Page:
The knock on the cable TV companies goes something like this: New, well-funded competition from the telcos; slower-than-expected broadband adoption; dwindling basic cable subs, and a burst housing bubble spell serious trouble. Hence cable shares are down double-digits since October.
But Bernstein analyst Craig Moffett thinks Comcast (CMSCA) is going to be fine, anyway, and beat the drum for the company during a boosterish conference call. His key points:
- The telcos (AT&T and Verizon) will only have built out fibre in half of Comcast’s footprint by 2011
- Satellite TV ads are decelerating, and Comcast has plenty of capacity to match their HD offerings without rebuilding their systems.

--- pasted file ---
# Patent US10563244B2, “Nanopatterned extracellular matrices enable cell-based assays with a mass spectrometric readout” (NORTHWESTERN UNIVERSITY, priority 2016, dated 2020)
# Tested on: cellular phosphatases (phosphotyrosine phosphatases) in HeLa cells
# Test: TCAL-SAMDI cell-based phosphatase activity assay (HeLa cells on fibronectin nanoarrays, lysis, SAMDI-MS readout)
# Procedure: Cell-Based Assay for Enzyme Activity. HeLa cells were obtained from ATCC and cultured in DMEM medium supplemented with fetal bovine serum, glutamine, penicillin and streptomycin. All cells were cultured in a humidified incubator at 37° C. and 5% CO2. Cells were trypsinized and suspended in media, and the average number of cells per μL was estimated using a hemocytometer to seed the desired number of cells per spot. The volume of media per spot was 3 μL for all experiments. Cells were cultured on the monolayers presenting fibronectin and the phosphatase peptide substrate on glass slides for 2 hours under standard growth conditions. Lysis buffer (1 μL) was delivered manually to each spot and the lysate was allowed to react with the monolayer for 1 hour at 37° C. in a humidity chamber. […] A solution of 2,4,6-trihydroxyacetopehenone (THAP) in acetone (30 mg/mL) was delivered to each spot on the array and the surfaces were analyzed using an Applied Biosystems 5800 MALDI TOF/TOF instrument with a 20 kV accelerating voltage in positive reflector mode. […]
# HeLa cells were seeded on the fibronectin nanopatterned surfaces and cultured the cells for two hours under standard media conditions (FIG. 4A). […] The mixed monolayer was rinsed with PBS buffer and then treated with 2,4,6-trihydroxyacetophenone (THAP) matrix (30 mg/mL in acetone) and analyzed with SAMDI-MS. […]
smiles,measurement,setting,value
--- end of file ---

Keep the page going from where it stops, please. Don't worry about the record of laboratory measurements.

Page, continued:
- “Cable and the telcos can happily coexist in the market without catastrophic price wars”
- Capital spending will decrease and free cash flow will accelerate in 2008.
- Don’t fret too much about losing low-margin basic subscribers; pay more attention to higher-end, higher-margin customers.
- Digital transition in 2009 means some of the remaining 14m over-the-air homes will flock to pay-TV providers, including cable.
- Cable’s share of the advertising business jumps, especially in 2008 when the Olympics and elections create shortages on local broadcast TV. Per-sub ad revenue grows from $6.66 in ’07 to $7.79 in ’08.
One item we didn’t hear a word about: Proposed FCC regulations that would cap cable ownership at 30% — a provision aimed squarely at Comcast, which is right at that proposed limit.
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